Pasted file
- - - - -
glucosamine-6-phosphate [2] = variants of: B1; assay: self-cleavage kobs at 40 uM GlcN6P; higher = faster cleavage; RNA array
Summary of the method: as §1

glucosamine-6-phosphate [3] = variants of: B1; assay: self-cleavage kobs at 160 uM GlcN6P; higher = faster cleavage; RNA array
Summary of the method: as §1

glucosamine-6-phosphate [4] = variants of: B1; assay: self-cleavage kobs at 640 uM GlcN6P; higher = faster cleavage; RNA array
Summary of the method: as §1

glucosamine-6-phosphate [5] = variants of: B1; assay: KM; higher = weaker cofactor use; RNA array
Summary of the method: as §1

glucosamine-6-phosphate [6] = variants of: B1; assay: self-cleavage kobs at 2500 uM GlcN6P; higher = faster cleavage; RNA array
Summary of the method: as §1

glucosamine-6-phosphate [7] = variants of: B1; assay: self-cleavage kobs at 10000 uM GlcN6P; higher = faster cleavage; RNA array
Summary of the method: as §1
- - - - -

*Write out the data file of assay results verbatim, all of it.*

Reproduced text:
glucosamine-6-phosphate [2] = variants of: B1; assay: self-cleavage kobs at 40 uM GlcN6P; higher = faster cleavage; RNA array
Summary of the method: as §1

glucosamine-6-phosphate [3] = variants of: B1; assay: self-cleavage kobs at 160 uM GlcN6P; higher = faster cleavage; RNA array
Summary of the method: as §1

glucosamine-6-phosphate [4] = variants of: B1; assay: self-cleavage kobs at 640 uM GlcN6P; higher = faster cleavage; RNA array
Summary of the method: as §1

glucosamine-6-phosphate [5] = variants of: B1; assay: KM; higher = weaker cofactor use; RNA array
Summary of the method: as §1

glucosamine-6-phosphate [6] = variants of: B1; assay: self-cleavage kobs at 2500 uM GlcN6P; higher = faster cleavage; RNA array
Summary of the method: as §1

glucosamine-6-phosphate [7] = variants of: B1; assay: self-cleavage kobs at 10000 uM GlcN6P; higher = faster cleavage; RNA array
Summary of the method: as §1